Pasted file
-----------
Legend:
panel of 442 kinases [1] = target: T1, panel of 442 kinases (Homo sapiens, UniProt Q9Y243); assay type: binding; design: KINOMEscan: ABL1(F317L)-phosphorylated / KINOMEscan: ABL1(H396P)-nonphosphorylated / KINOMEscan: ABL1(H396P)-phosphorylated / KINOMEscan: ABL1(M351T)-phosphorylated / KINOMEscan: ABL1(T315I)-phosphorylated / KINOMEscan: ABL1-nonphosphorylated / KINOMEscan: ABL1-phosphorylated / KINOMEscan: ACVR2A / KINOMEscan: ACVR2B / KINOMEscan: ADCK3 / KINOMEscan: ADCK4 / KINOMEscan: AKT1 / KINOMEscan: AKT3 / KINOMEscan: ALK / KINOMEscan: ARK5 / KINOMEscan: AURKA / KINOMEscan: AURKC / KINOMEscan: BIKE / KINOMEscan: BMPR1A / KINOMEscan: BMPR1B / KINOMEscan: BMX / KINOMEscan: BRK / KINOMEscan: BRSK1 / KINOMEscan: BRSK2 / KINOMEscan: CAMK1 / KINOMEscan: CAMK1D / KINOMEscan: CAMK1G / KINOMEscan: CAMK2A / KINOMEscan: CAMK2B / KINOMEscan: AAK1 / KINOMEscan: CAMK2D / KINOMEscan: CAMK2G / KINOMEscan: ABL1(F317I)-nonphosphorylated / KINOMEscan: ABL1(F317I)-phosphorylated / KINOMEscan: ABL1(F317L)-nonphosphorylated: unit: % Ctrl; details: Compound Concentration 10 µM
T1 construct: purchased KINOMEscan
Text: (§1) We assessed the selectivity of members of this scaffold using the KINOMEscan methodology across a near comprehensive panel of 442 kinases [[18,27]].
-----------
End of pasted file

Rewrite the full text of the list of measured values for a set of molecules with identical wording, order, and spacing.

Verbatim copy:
Legend:
panel of 442 kinases [1] = target: T1, panel of 442 kinases (Homo sapiens, UniProt Q9Y243); assay type: binding; design: KINOMEscan: ABL1(F317L)-phosphorylated / KINOMEscan: ABL1(H396P)-nonphosphorylated / KINOMEscan: ABL1(H396P)-phosphorylated / KINOMEscan: ABL1(M351T)-phosphorylated / KINOMEscan: ABL1(T315I)-phosphorylated / KINOMEscan: ABL1-nonphosphorylated / KINOMEscan: ABL1-phosphorylated / KINOMEscan: ACVR2A / KINOMEscan: ACVR2B / KINOMEscan: ADCK3 / KINOMEscan: ADCK4 / KINOMEscan: AKT1 / KINOMEscan: AKT3 / KINOMEscan: ALK / KINOMEscan: ARK5 / KINOMEscan: AURKA / KINOMEscan: AURKC / KINOMEscan: BIKE / KINOMEscan: BMPR1A / KINOMEscan: BMPR1B / KINOMEscan: BMX / KINOMEscan: BRK / KINOMEscan: BRSK1 / KINOMEscan: BRSK2 / KINOMEscan: CAMK1 / KINOMEscan: CAMK1D / KINOMEscan: CAMK1G / KINOMEscan: CAMK2A / KINOMEscan: CAMK2B / KINOMEscan: AAK1 / KINOMEscan: CAMK2D / KINOMEscan: CAMK2G / KINOMEscan: ABL1(F317I)-nonphosphorylated / KINOMEscan: ABL1(F317I)-phosphorylated / KINOMEscan: ABL1(F317L)-nonphosphorylated: unit: % Ctrl; details: Compound Concentration 10 µM
T1 construct: purchased KINOMEscan
Text: (§1) We assessed the selectivity of members of this scaffold using the KINOMEscan methodology across a near comprehensive panel of 442 kinases [[18,27]].